Iron Man (2008) starring Robert Downey Jr., Gwyneth Paltrow, Jeff Bridges
I pick ‘Iron Man’ as the blockbuster movie of the summer of 2008 — read why I think Robert Downey Jr. will own the role of billionaire industrialist Tony Stark, the ‘Iron Man’ of the title
I’m presently playing a cute little online game called Fantasy Moguls, where you have an imaginary budget, and you have to pick which movies will do the best (in the real world). My top pick is a movie that opens this weekend, Iron Man, that I think will be the blockbuster hit of the summer.
The basic plot has multi-billionaire inventor and industrialist Tony Stark (played by Robert Downey Jr.), who goes to Afghanistan to demonstrate his latest missile technology to the American military. On the way back to his plane, his convoy is attacked, and Stark is severely injured. He’s taken captive by the Islamic terrorists in the region. They’re trying to force him to build the same missile technology for them to use against the Americans and Afghanis. Stark’s life is saved by another prisoner, Professor Yinsen. Together they build a different weapon – a21st-centuryy suit of armor, Iron Man that Tony Stark uses to escape his captors and return to the United States of America.
A chance to change for the better
Once there, he re-evaluates his life to this point—he’s been a self-centered, hard-drinking, self-indulgent, arrogant spoiled rich man’s son. And he decides to upgrade his armor and use it to protect the people that his technology has put in harm’s way. As if to prove the point, one of the people at his company, Obadiah Stane (played well by Jeff Bridges), steals the prototype plan and makes an enormous version of it—the Iron Monger. As the character says in the movie trailer, with a dozen of these, a man could rule the world.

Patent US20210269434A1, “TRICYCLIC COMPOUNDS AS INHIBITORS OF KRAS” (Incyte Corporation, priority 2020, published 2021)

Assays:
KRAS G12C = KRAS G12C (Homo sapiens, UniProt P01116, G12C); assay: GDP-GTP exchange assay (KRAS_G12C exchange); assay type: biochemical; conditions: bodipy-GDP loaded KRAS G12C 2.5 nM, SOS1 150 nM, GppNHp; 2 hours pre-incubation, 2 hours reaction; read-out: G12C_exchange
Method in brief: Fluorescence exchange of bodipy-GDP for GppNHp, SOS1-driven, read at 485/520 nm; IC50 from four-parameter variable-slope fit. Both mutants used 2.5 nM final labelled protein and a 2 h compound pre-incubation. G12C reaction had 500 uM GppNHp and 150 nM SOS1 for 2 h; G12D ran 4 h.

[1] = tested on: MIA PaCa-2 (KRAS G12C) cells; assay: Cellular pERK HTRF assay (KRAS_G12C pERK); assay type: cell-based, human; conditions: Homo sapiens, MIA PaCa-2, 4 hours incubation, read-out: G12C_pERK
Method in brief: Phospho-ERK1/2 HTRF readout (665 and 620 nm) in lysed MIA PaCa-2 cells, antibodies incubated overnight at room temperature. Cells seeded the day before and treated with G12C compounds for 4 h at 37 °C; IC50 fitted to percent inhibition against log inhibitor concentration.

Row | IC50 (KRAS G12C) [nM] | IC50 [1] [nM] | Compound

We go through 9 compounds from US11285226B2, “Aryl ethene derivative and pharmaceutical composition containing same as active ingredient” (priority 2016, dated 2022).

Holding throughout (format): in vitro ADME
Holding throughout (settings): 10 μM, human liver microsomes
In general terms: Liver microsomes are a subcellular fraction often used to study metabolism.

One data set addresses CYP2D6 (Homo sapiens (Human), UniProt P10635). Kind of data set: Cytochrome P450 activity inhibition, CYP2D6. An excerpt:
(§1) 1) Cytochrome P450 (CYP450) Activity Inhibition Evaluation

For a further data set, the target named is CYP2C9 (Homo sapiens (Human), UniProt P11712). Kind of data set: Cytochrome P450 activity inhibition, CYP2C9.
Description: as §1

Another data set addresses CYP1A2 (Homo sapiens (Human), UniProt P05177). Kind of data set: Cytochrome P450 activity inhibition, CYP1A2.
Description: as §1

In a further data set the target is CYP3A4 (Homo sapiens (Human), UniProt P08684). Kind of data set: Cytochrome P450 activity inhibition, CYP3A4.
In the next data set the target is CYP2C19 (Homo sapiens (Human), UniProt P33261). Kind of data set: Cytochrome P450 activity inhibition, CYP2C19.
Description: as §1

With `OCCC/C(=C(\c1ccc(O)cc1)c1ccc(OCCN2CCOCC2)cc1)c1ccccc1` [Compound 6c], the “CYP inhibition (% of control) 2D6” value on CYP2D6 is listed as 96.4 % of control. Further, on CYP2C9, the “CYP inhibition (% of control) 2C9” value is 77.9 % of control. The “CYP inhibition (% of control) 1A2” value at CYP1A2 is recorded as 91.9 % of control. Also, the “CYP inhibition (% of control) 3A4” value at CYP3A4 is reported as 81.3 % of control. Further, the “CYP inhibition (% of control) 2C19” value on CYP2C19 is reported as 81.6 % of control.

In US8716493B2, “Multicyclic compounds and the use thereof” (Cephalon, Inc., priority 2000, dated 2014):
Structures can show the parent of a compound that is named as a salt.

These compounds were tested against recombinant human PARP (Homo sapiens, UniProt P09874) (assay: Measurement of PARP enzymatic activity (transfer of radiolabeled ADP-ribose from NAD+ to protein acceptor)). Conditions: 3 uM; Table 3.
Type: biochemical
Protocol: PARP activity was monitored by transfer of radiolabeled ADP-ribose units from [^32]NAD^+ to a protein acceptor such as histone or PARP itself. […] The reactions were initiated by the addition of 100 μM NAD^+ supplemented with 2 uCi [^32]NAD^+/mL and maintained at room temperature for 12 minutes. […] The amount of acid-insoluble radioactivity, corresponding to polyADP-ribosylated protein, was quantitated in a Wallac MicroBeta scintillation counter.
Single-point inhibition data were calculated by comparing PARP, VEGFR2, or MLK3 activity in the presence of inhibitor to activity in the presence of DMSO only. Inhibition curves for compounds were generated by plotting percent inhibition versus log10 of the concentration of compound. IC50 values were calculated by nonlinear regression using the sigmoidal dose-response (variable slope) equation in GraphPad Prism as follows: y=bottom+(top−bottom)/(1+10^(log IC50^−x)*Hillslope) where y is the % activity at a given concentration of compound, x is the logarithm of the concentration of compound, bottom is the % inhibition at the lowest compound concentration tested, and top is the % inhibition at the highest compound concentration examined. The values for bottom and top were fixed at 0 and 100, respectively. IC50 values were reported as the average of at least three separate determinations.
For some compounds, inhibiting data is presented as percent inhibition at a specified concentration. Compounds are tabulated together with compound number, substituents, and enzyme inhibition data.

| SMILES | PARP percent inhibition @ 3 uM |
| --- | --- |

The movie ends with the fight between the upgraded Iron Man armor versus the Iron Monger. With the life of Tony Stark’s personal assistant/girlfriend Pepper Potts (played by Gwyneth Paltrow) in the balance.
All right, that’s the basic premise of the movie, courtesy of the trailers at the official Iron Man movie site. So, why will it be the blockbuster hit of the summer?
For a variety of reasons.
- The realism of the movie. That sounds contradictory—after all, Iron Man is based on a comic book. But the scenes in the desert look like the Afghanistan desert, the soldiers look real (dirty, hot, sweaty, etc.). It creates a very realistic environment into which the audience is pulled, allowing the suspension of belief needed for the concept to work.
- The acting is top-notch. Robert Downey Jr. is one of the great actors of our time—if you don’t believe me, go watch his portrayal of Charlie Chaplin in the movie Chaplin. Likewise, the rest of the cast are submerged in their roles, most notably the villain of the picture, who could easily come across as a two-dimensional, mustache-twirling “I’ll ruuuule the world!” stereotype—but he doesn’t. He comes across as cold, calculating, and dangerous.
- The basic premise, as with all of Marvel Comics great characters, is that Tony Stark is tragically flawed. Yes, he has more money than most countries, great creativity, and intelligence, good looks, beautiful women. But he’s now dependent on his armor to keep his injured heart beating. In addition, something that’s hinted at, but not obvious, is that he has a drinking problem. There are two other Iron Man movies in the works, one of which may deal with his descent into alcoholism. I remember reading the Iron Man comic books dealing with Stark’s alcoholism many years ago. The cover of Demon in a Bottle is still burned into my memory. Done right, this will be a story worth watching.
- I can’t ignore the Jack Factor. My son, Jack, is an enormous super-hero fan at the age of 8. And he’s watched the trailer dozens of time, downloaded the wallpaper and screensavers from the original site, and can’t stop talking about it. Like it or not, action films are aimed at the 8-year-old in adult men (myself included)—and he’s right.
- Last, but not least, is the way that the war in Afghanistan (and by extension, Iraq) is portrayed. Unlike the other recent anti-war films from Hollywood, this movie isn’t the knee-jerk anti-war “America is bad” movie that we’ve come to expect from Hollywood. And that has universally tanked at the box office. It takes a realistic view of the world, humanizes the soldiers in Tony Stark’s protective convoy and makes us care about them—shortly before they’re killed. They’re part of the reason that Stark decides that he needs to be like them. A protector, willing to put his life on the line. It’s a very powerful, positive statement—and it will resonate with the American public.